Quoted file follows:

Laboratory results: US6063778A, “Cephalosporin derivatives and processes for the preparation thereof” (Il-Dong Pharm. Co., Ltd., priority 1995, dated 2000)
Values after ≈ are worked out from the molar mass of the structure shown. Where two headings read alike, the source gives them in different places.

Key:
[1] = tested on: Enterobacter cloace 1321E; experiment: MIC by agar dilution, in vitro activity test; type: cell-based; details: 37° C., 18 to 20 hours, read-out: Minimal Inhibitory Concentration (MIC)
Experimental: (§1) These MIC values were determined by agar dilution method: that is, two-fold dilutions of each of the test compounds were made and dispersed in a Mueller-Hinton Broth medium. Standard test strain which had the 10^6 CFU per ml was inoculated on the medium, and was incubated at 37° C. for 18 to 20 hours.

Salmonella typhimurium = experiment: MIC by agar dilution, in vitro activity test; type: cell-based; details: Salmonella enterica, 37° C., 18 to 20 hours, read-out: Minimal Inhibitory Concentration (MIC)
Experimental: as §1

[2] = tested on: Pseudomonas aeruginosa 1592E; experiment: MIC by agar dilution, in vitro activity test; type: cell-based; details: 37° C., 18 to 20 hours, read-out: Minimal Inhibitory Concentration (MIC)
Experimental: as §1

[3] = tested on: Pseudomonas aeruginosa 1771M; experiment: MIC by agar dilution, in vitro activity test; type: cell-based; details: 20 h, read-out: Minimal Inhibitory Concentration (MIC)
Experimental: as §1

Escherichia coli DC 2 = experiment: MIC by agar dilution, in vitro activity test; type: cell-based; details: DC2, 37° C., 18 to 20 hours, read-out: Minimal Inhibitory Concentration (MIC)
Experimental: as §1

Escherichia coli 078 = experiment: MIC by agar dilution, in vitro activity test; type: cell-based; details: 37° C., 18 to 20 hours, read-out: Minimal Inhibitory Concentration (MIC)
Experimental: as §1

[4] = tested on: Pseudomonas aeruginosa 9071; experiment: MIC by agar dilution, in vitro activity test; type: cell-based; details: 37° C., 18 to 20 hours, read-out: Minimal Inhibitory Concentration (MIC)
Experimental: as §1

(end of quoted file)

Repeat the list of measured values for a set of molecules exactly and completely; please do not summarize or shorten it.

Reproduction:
Laboratory results: US6063778A, “Cephalosporin derivatives and processes for the preparation thereof” (Il-Dong Pharm. Co., Ltd., priority 1995, dated 2000)
Values after ≈ are worked out from the molar mass of the structure shown. Where two headings read alike, the source gives them in different places.

Key:
[1] = tested on: Enterobacter cloace 1321E; experiment: MIC by agar dilution, in vitro activity test; type: cell-based; details: 37° C., 18 to 20 hours, read-out: Minimal Inhibitory Concentration (MIC)
Experimental: (§1) These MIC values were determined by agar dilution method: that is, two-fold dilutions of each of the test compounds were made and dispersed in a Mueller-Hinton Broth medium. Standard test strain which had the 10^6 CFU per ml was inoculated on the medium, and was incubated at 37° C. for 18 to 20 hours.

Salmonella typhimurium = experiment: MIC by agar dilution, in vitro activity test; type: cell-based; details: Salmonella enterica, 37° C., 18 to 20 hours, read-out: Minimal Inhibitory Concentration (MIC)
Experimental: as §1

[2] = tested on: Pseudomonas aeruginosa 1592E; experiment: MIC by agar dilution, in vitro activity test; type: cell-based; details: 37° C., 18 to 20 hours, read-out: Minimal Inhibitory Concentration (MIC)
Experimental: as §1

[3] = tested on: Pseudomonas aeruginosa 1771M; experiment: MIC by agar dilution, in vitro activity test; type: cell-based; details: 20 h, read-out: Minimal Inhibitory Concentration (MIC)
Experimental: as §1

Escherichia coli DC 2 = experiment: MIC by agar dilution, in vitro activity test; type: cell-based; details: DC2, 37° C., 18 to 20 hours, read-out: Minimal Inhibitory Concentration (MIC)
Experimental: as §1

Escherichia coli 078 = experiment: MIC by agar dilution, in vitro activity test; type: cell-based; details: 37° C., 18 to 20 hours, read-out: Minimal Inhibitory Concentration (MIC)
Experimental: as §1

[4] = tested on: Pseudomonas aeruginosa 9071; experiment: MIC by agar dilution, in vitro activity test; type: cell-based; details: 37° C., 18 to 20 hours, read-out: Minimal Inhibitory Concentration (MIC)
Experimental: as §1